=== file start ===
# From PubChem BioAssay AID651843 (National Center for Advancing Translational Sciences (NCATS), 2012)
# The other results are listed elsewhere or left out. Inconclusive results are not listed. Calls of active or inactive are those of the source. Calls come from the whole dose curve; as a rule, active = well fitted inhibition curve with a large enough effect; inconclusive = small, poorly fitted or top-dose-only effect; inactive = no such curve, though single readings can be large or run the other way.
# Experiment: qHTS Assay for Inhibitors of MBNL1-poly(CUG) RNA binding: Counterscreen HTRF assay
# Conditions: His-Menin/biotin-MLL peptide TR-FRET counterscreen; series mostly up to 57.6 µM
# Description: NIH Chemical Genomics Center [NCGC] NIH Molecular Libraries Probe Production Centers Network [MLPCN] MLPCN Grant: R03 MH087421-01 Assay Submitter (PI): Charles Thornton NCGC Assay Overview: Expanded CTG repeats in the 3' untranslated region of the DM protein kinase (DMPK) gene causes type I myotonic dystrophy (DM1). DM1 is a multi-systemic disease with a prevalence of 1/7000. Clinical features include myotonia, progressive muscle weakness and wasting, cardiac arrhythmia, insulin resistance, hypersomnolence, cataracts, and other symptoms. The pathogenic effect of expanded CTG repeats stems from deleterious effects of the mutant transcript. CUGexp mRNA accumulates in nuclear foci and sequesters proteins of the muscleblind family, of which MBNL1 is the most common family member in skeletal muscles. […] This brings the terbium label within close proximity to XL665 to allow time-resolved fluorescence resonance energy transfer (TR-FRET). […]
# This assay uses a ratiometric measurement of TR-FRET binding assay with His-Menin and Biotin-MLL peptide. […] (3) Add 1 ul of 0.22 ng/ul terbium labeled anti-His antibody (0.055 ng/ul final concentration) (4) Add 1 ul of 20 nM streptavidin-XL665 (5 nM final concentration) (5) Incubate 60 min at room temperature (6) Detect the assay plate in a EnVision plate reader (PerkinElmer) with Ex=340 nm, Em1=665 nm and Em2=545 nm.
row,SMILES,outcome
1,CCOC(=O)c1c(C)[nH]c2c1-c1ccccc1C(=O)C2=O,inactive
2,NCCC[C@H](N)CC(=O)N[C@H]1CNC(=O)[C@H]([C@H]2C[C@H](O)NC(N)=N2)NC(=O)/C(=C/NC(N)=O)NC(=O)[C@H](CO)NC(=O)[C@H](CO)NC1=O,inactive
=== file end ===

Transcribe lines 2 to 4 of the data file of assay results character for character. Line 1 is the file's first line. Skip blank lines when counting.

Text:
# The other results are listed elsewhere or left out. Inconclusive results are not listed. Calls of active or inactive are those of the source. Calls come from the whole dose curve; as a rule, active = well fitted inhibition curve with a large enough effect; inconclusive = small, poorly fitted or top-dose-only effect; inactive = no such curve, though single readings can be large or run the other way.
# Experiment: qHTS Assay for Inhibitors of MBNL1-poly(CUG) RNA binding: Counterscreen HTRF assay
# Conditions: His-Menin/biotin-MLL peptide TR-FRET counterscreen; series mostly up to 57.6 µM